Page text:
Despite Steve Miller’s penchant for writing the most inane, idiotic lyrics known to man, the dude knows how to craft a hook.  This was Miller’s last real dent on the singles chart, not that it must have bothered him any; between the sale of his greatest hits album and nostalgia tours, the man is…shall we say…."comfortable."  Example: I saw The Steve Miller Band in 1995 when they were touring with The Doobie Brothers (with McD, I might add).  About three or four songs, he finally spoke to the audience.  "We’re nearing the end of this tour," he exclaimed, "and we can’t wait to go home!"  That’s all he said.  Thanks, dick.  Nice to see you too.

By the way, "Abracdabra" is two minutes longer than it needs to be.  I’ve decided.

4.  Hard To Say I’m Sorry – Chicago  For better or worse, I grew up on this incarnation of Chicago.  Y’know, the David Foster, sappy ballad stuff.  And I don’t think I’m the only one who grew up in this era of Chicago, either.  In fact, I think Ben Gibbard was secretly a fan of Chicago 16.  Am I the only one who hears the verse similarity between "Hard To Say I’m Sorry" and "Such Great Heights" by The Postal Service?  Take a listen.  To help, I’ve lowered the pitch on "Such Great Heights" to match the same key as the Chicago tune.


If it’s just me, let me know.

Here’s the big tragedy of "Hard To Say I’m Sorry:"  when the single is played on your Lite-FM station, it always fades out while a piano part is still playing something that certainly doesn’t sound like the final portion of a song.  In fact, if you listen closely (or your station is really lazy), you’ll even hear a drum fill.  What you’re missing is the second part of the song, which I think is the best part, entitled "Get Away:"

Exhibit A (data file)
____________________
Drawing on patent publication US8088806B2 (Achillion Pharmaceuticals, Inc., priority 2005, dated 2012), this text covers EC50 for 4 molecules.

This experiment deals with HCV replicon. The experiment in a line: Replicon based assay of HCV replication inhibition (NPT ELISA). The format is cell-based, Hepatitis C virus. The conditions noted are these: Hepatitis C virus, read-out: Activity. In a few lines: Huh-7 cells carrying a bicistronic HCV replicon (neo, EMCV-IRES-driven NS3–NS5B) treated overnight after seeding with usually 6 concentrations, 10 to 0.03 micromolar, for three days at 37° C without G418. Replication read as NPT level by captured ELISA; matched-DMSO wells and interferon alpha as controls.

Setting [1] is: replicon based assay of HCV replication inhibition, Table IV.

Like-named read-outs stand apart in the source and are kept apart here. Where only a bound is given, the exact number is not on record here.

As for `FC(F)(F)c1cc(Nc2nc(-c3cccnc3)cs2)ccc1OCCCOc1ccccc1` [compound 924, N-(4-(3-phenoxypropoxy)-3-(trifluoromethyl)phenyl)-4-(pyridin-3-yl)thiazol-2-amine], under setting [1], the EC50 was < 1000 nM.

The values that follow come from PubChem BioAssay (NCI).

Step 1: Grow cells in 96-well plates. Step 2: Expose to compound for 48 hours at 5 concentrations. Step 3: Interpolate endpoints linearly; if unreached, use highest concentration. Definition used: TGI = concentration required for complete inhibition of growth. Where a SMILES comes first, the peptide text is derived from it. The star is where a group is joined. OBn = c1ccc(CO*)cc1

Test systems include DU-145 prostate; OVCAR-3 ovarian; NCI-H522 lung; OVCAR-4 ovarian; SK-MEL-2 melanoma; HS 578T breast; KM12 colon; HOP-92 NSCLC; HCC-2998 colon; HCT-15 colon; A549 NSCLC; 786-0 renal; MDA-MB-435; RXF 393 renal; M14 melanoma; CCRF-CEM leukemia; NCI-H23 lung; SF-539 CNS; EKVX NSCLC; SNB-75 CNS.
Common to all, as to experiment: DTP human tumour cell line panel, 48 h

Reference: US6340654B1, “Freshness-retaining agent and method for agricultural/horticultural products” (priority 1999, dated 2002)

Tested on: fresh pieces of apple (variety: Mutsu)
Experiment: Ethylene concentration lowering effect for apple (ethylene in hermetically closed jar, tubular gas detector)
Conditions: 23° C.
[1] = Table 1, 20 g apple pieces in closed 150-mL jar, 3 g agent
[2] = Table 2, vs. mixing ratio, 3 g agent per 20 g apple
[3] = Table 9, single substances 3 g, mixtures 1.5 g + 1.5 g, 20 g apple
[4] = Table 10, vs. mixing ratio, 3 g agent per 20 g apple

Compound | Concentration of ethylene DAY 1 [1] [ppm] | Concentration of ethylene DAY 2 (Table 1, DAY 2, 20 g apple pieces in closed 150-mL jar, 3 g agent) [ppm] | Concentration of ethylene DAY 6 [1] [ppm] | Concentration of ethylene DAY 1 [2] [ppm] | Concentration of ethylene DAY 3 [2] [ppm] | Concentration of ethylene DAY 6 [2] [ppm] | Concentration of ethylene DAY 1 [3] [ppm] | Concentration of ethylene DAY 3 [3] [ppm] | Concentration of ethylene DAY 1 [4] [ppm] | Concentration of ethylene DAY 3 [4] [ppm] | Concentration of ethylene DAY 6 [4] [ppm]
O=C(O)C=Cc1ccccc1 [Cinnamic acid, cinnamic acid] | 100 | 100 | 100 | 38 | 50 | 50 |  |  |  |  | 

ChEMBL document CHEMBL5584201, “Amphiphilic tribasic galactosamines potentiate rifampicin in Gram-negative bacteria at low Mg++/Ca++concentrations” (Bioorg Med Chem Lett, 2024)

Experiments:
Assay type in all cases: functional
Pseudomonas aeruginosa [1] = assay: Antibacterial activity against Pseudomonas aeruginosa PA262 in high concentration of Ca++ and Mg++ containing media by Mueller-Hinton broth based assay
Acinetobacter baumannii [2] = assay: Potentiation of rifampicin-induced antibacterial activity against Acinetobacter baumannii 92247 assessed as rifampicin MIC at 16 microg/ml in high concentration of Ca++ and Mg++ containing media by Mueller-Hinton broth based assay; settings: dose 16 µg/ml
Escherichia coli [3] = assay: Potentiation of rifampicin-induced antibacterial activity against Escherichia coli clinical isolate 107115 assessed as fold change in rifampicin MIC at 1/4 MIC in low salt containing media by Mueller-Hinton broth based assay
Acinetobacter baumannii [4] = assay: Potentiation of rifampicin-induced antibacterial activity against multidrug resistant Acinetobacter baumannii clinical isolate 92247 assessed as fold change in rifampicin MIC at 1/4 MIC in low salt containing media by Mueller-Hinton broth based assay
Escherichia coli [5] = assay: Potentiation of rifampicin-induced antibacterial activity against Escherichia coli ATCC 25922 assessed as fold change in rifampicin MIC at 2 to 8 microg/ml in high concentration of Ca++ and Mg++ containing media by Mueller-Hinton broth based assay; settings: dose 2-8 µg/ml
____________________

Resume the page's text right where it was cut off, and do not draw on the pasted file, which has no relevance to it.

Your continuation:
Not bad, right?  And, according to our walking music encyclopedia Jefito, legend has it that it was a fragment that keyboardist Robert Lamm had lying around.  Why they decided to add it to the end of this song, I’ll never know, but it resulted in Lamm getting his only writing credit on Chicago 16.
So don’t go blaming Chicago for becoming complete pussies.  They were trying.  Radio just wouldn’t allow it.

3.  Eye In The Sky – The Alan Parsons Project (download)  Here’s a case where I love the song itself, but dislike the performance.  In fairness, I only had a passing acquaintance with the original version: I knew the chorus, but not much else.  Recently, I’ve heard two versions of this song – one by Jonatha Brooke, one by Achinoam Nini (through Coverville #225) – and I’ve decided that I much prefer a female singing, even if it’s at the expense of the harmonies.  The melody against those beautiful chords in the chorus is haunting when sung by the right voice.  So here’s a bonus download for this week.  You be the judge.

Jonatha Brooke – Eye In The Sky (download)
From Back In The Circus

2.  Who Can It Be Now? – Men At Work  One hell of a debut single, huh?  Being the snarky bastard that I am, I keep trying to think of some kind of criticism towards "Who Can It Be Now?" – but I can’t.  It’s a finely crafted song written by a gentleman with an amazing voice.  I suppose we should all give Zach Braff a big hug for giving Colin Hay some well-deserved publicity and a resurgence of sorts via his TV show, "Scrubs."  I always smile when I hear his acoustic versions on television.  Do yourself a favor and check out one of his solo albums – either Going Somewhere or Man @ Work – and you’ll realize what an underrated songwriter and performer he is.

1.  Jack & Diane – John Cougar  Call him whatever you like (actually, only call him John Mellencamp or he’ll probably try to choke you with his bare hands), the man has more hits than you can shake a stick at – and yet, "Jack & Diane" remains his only #1.  I’d argue that Jack & Diane are one of the best-known couples in rock.  I’m trying to think of other couples now: Brenda & Eddie – also high schoolers who peaked too early; Tommy & Gina, high schoolers who went nowhere; and the two idiots from Steve Miller’s absolutely moronic song "Take The Money & Run." (Steve Miller pissed off the wrong blogger this week.)  I’m sure you can think of others; feel free to post in the comments.

And this brings another edition of CHART ATTACK! to a close.  I’m thinkin’ we’ll hit 1988 next week – but who knows for sure?  Only way to find out is to come back next Friday!

About the Author

Jason Hare

Jason Hare used to love Christmas. He feels differently now.